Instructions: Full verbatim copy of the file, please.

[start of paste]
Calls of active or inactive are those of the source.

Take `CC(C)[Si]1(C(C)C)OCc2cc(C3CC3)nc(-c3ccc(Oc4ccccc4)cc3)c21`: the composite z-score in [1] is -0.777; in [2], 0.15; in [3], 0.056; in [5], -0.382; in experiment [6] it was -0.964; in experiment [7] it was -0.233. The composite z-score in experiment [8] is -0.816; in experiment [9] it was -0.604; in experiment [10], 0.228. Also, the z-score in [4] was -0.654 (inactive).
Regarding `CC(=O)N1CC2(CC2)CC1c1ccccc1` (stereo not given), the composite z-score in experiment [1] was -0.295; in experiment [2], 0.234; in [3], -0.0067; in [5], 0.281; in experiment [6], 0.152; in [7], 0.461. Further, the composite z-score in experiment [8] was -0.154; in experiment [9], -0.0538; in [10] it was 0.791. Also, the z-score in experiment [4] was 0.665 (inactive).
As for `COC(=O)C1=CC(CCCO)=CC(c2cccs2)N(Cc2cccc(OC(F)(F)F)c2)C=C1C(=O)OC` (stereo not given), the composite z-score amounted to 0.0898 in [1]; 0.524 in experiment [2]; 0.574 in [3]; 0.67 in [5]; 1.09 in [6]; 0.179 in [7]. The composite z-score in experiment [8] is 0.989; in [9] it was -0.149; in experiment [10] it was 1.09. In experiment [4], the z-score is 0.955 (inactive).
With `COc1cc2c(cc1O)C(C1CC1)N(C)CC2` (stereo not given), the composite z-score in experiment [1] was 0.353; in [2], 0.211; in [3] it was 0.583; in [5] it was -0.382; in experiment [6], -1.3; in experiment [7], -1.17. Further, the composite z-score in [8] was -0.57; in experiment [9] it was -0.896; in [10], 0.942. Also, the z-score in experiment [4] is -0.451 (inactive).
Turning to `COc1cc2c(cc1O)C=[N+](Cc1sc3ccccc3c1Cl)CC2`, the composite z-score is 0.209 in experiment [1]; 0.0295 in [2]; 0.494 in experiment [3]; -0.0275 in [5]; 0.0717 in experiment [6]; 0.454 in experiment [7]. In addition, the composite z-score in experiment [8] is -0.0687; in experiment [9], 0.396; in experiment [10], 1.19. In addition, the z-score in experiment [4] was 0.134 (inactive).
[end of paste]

Calls of active or inactive are those of the source.

Take `CC(C)[Si]1(C(C)C)OCc2cc(C3CC3)nc(-c3ccc(Oc4ccccc4)cc3)c21`: the composite z-score in [1] is -0.777; in [2], 0.15; in [3], 0.056; in [5], -0.382; in experiment [6] it was -0.964; in experiment [7] it was -0.233. The composite z-score in experiment [8] is -0.816; in experiment [9] it was -0.604; in experiment [10], 0.228. Also, the z-score in [4] was -0.654 (inactive).
Regarding `CC(=O)N1CC2(CC2)CC1c1ccccc1` (stereo not given), the composite z-score in experiment [1] was -0.295; in experiment [2], 0.234; in [3], -0.0067; in [5], 0.281; in experiment [6], 0.152; in [7], 0.461. Further, the composite z-score in experiment [8] was -0.154; in experiment [9], -0.0538; in [10] it was 0.791. Also, the z-score in experiment [4] was 0.665 (inactive).
As for `COC(=O)C1=CC(CCCO)=CC(c2cccs2)N(Cc2cccc(OC(F)(F)F)c2)C=C1C(=O)OC` (stereo not given), the composite z-score amounted to 0.0898 in [1]; 0.524 in experiment [2]; 0.574 in [3]; 0.67 in [5]; 1.09 in [6]; 0.179 in [7]. The composite z-score in experiment [8] is 0.989; in [9] it was -0.149; in experiment [10] it was 1.09. In experiment [4], the z-score is 0.955 (inactive).
With `COc1cc2c(cc1O)C(C1CC1)N(C)CC2` (stereo not given), the composite z-score in experiment [1] was 0.353; in [2], 0.211; in [3] it was 0.583; in [5] it was -0.382; in experiment [6], -1.3; in experiment [7], -1.17. Further, the composite z-score in [8] was -0.57; in experiment [9] it was -0.896; in [10], 0.942. Also, the z-score in experiment [4] is -0.451 (inactive).
Turning to `COc1cc2c(cc1O)C=[N+](Cc1sc3ccccc3c1Cl)CC2`, the composite z-score is 0.209 in experiment [1]; 0.0295 in [2]; 0.494 in experiment [3]; -0.0275 in [5]; 0.0717 in experiment [6]; 0.454 in experiment [7]. In addition, the composite z-score in experiment [8] is -0.0687; in experiment [9], 0.396; in experiment [10], 1.19. In addition, the z-score in experiment [4] was 0.134 (inactive).